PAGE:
It is rather odd to realise that I look forward to clothes shopping, but I do.  I changed work hours this year and changed them to make sure I could still go shopping.  Ok, the coffee and hanging out with the teen are crucial parts, but still, there is also weekly shopping involved.

And it turns out that I have so much to say about shopping that this is going to be a two-part blog post – which is astounding me.  Part two tomorrow.

assorted clothes
Photo by Kai Pilger on Pexels.com

 

 

 

 

 

The danger of setting an example

This blog turns out to be a good example of doing something productive in the mornings.  I was not aware it was until this morning’s non-exemplary lack of productivity.  Or in plain English – I am having a Monday morning.  I seriously cannot be bothered this morning.  The weather was tough this weekend, I am tired, it feels like light years to the next holiday and the daylight hours are getting uncomfortably short.

All this will pass I am sure, but I decided to forego even attempting a blog and just try and sort out in my head where I am and what I am doing this week.  So, I was sitting with coffee, bullet journal and laptop.  The latter to check diary in fact.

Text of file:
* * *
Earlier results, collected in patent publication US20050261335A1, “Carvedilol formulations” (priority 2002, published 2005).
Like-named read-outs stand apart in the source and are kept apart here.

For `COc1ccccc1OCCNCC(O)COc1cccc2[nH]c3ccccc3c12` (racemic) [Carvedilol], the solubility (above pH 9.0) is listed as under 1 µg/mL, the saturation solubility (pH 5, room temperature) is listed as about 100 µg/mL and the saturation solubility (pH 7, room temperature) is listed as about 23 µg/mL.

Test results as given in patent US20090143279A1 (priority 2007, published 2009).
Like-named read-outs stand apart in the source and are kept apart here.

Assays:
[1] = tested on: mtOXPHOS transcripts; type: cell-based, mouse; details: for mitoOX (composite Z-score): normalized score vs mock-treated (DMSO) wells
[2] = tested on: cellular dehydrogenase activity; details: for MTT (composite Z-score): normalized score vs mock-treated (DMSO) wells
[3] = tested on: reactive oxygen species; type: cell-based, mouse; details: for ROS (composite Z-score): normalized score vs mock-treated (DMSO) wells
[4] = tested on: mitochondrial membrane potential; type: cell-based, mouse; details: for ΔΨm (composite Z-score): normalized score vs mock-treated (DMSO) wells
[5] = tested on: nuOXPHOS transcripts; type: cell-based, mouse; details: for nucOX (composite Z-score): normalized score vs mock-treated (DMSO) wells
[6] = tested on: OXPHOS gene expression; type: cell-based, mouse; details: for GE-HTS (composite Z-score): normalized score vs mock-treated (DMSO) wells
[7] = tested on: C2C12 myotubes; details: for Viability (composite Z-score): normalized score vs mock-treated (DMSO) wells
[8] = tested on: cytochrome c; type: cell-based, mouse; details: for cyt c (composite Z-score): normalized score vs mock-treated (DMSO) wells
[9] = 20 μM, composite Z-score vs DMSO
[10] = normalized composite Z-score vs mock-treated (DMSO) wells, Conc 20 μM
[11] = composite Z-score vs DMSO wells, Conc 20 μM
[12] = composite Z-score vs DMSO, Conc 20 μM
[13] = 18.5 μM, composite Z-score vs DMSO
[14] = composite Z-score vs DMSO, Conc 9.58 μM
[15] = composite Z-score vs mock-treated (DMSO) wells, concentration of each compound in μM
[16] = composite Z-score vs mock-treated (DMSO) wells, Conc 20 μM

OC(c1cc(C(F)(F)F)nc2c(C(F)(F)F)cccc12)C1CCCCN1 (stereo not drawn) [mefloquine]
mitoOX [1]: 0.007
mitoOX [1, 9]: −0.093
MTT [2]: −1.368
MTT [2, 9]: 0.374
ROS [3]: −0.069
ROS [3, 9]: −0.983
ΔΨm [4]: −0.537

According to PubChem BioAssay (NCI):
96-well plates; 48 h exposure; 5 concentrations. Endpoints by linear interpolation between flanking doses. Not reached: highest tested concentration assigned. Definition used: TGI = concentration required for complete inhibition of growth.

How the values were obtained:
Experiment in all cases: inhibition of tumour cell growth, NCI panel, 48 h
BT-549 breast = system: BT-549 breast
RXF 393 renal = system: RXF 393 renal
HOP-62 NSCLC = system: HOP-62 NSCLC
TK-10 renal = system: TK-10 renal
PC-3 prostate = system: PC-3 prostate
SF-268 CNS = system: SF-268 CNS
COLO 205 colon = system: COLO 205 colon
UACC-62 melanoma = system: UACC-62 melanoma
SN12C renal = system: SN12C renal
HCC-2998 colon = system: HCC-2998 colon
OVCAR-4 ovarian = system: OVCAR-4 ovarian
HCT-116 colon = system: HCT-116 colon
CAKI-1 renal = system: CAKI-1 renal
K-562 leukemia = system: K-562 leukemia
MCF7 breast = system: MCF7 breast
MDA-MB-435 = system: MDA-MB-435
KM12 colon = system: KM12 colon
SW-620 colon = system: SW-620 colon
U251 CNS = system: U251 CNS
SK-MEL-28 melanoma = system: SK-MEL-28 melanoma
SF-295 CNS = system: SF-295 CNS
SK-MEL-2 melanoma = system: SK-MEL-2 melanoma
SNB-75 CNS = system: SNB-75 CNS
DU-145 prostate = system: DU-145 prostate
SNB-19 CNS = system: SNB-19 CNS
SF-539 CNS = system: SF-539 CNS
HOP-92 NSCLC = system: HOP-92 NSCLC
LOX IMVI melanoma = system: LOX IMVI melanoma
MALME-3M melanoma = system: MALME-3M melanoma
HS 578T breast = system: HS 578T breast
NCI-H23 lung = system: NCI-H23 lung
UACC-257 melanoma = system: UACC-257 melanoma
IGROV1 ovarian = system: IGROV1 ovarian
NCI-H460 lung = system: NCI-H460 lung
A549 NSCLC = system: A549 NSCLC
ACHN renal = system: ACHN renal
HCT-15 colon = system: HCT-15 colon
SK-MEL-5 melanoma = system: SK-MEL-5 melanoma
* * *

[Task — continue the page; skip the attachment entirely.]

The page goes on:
The teen wandered in and asked, with genuine interest “so, what are you writing about today”. Genuine interest.  On a Monday morning.  From a teenager.  About seomthing his mother is doing.

That, my friends is known as motivation.  I did explain – in a VERY non-exemplary manner – that I wasn’t going to write, because frankly I just need to get my **** together.

Actually, it takes ten minutes to have a think about what needs to be done in the next couple of days, it turns out there are plenty of meetings in the diary to keep me on track. So, here we are, a blog.

It’s another one about blogging, I really do need to organise a plan in this.  Yet more **** to get together.  I am hoping for some enforced downtime later this week, so I may just get around to planning themes or at least have more idea than waking on a dark wet October morning and thinking that I just cannot be bothered.

Happy Monday everyone.

 

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Photo by Ghost Presenter on Pexels.com

Watching them light up

One of the most fascinating aspects of parenthood is seeing the loves and passions that your offspring develop. In my very limited experience of only two offspring, they’re not the things that energise me.  And of course, they change all the time, at a sometimes alarming rate.

Sadly academic study has not always been one of those passions which fire up the offspring here. I say sadly only because they spend a fair amount of the year in academic study.  But some of that study does interest them, and I try and get them to see that in amongst the general complaints about having to attend school.  I guess many of us do jobs which don’t make us passionate.